Table 1 shows the thickness of the shell which was estimated from the TEM micrographs. The l values of crosslinked and hollow shells approximately obey the above linear relation, indicating that the crosslinking and core removing treatments do not affect the thickness very much. This suggests that the crosslink formation occurs not only in the outermost layer but also in the interior layers; otherwise the thickness would be reduced upon removing the core by dissolution. It should be remembered that from the low molecular weight shells, no hollow capsules are yielded because of higher solubility in hydrochloric acid. Additionally, we consider that the crosslink reaction largely occurs within each particle: the possibility of inter-particle crosslinking may be subtle because the reaction was performed in a well-suspended state with constant stirring.

tab1
Table 1: Thickness of the shell.

The diisocyanates employed in this study may react either with amino or hydroxyl group in chitosan as shown in Scheme 1. In the former reaction results in a urea group (–NH(C=O)NH–), while the latter leads to a urethane group (–O(C=O)NH–). Figure 3 shows infrared spectra for the crosslinked hollow shells with . The shell crosslinked with HMDI exhibits absorption bands at 1570 and 1630 cm−1, which are assigned to a urea group (amide and carbonyl groups) [20]. Similarly, the shell crosslinked with TDI exhibits absorption bands at 1597 and 1650 cm−1 that are also assigned to a urea group. On the contrary, no absorption signals due to urethane group are observed at 1698 and 1709 cm−1, the former being characteristic of hydrogen bonding between a urethane carbonyl and a urea amide, and the latter of a hydrogen-bonded urethane carbonyl. This may be due to the higher reactivity of the isocyanate with the amino group than with the hydroxyl group of chitosan.

476752.fig.003
Figure 3: Infrared spectra for the hollow chitosan capsules crosslinked by HMDI and TDI, and for original chitosan (as a reference). The positions on the vertical axis are shifted to enable the profiles to be distinguished.

Although excess –NCO group against –NH2 was fed in the reaction (the ratio NCO/NH2 = 1.4–5.9), the reaction with hydroxyl group did not occur. This suggests that the reaction efficiency is relatively low due to low molecular mobility in the solid phase (shell), which may be inherent to such a liquid-solid heterogeneous reaction.

We also found that the crosslinking reactivity is higher for HMDI than for TDI. Table 2 shows relative absorbance of the infrared bands characteristic of the urea group. Here the absorbance for each band is divided by that at 1030 cm−1 which is characteristic of original chitosan. The result indicates that the formation of urea is greater by a factor of ca. 1.2 for the shell crosslinked by HMDI than by TDI. We also found that the shell crosslinked by TDI exhibits a band at 2280 cm−1, which is due to unreacted isocyanate group, whereas for the shell crosslinked by HMDI, the band was not observed. In HMDI, the two isocyanate groups are separated by a flexible methylene chain, whereas in TDI, they are fixed to a small rigid phenyl group and have less degree of freedom regarding the distance and relative orientation between the two isocyanate groups, which seems to be disadvantageous for the present crosslinking. Nevertheless, the fact that crosslinking with TDI still yields hollow capsule suggests that the reactive groups are rather concentrated in the deposited shell. We also tried tolylene 2,5-diisocyanate as another crosslinking reagent, but no apparent sign of reaction was observed from the infrared spectroscopy, and no hollow capsules were yielded. This suggests that the crosslinking reaction is sensitive to the relative location and orientation of the two isocyanate groups.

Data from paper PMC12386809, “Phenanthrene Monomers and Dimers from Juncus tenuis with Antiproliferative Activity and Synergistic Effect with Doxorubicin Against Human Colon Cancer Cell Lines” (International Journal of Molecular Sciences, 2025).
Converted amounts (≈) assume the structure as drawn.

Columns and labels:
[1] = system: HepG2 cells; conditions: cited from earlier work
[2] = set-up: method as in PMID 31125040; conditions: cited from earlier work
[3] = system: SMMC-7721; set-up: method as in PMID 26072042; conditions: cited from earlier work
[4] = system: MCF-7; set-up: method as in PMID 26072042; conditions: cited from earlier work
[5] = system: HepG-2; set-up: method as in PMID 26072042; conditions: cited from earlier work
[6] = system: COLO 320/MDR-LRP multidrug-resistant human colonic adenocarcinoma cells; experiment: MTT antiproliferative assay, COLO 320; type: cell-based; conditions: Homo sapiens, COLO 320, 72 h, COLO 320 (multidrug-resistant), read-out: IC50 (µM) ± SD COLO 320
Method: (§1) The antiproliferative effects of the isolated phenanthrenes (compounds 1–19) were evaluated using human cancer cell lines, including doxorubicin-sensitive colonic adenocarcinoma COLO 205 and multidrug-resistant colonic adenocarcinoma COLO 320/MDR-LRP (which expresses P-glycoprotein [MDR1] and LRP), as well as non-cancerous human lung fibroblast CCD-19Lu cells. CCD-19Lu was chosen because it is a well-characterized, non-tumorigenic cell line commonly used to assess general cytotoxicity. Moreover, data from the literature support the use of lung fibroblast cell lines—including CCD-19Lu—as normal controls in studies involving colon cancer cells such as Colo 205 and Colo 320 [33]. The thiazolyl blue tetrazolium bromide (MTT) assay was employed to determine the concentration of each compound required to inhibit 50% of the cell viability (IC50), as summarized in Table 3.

tab2
Table 2: Relative infrared absorbance A(ν)/A(1030 cm−1) due to the urea group for crosslinked chitosan shell ( ).

Figure 4 shows micrographs of the capsules with chitosansulfate shell (m = 1) crosslinked by HMDI. Similar to chitosan and chitosan/chitosansulfate shells, hollow capsules are well formed, suggesting that the crosslinking is successfully occurred even in the chitosansulfate shell. Considering that the present chitosansulfate still contains free amino and hydroxyl groups (the number of sulfonic groups per one glucosamine unit is 0.86), the crosslink reaction can take place. Here again, it is demonstrated that the crosslink stabilizes the shell structure. The thickness of the hollow shell is 26 nm, which is similar to that for the chitosan shell with (see Table 1).

fig4
Figure 4: Transmission electron micrographs for the capsules with a chitosansulfate shell ( ) crosslinked by HMDI. (a) A filled capsule and (b) a hollow capsule.

4. Conclusions

We have shown that the chitosan, chitosan/chitosansulfate, and chitosansulfate thin shells can be crosslinked by diisocyanates HMDI and TDI, which stabilizes the shell structure. The stabilization effect is evidenced by the formation of hollow capsules even for : hollow capsules cannot be obtained without crosslinking for this molecular weight. HMDI exhibits higher reactivity than TDI by a factor of ca. 1.2 as revealed by the relative absorbance of the infrared band due to the urea group. The present results show that crosslinking is an effective technique to fabricate stable core/shell particles. From the obtained hollow shells stabilized with crosslink, core/shell capsules possessing different core materials can be prepared via, for example, selective precipitation of ferrite inside a hollow particle where the pH is controlled. This is currently under investigation.

Acknowledgments

This work was supported by a Grant-in-Aid for Scientific Research (no. 18550107) from the Ministry of Education, Culture, Sports, Science and Technology of Japan. The authors thank Yuki Tsujimoto for help in sample preparation.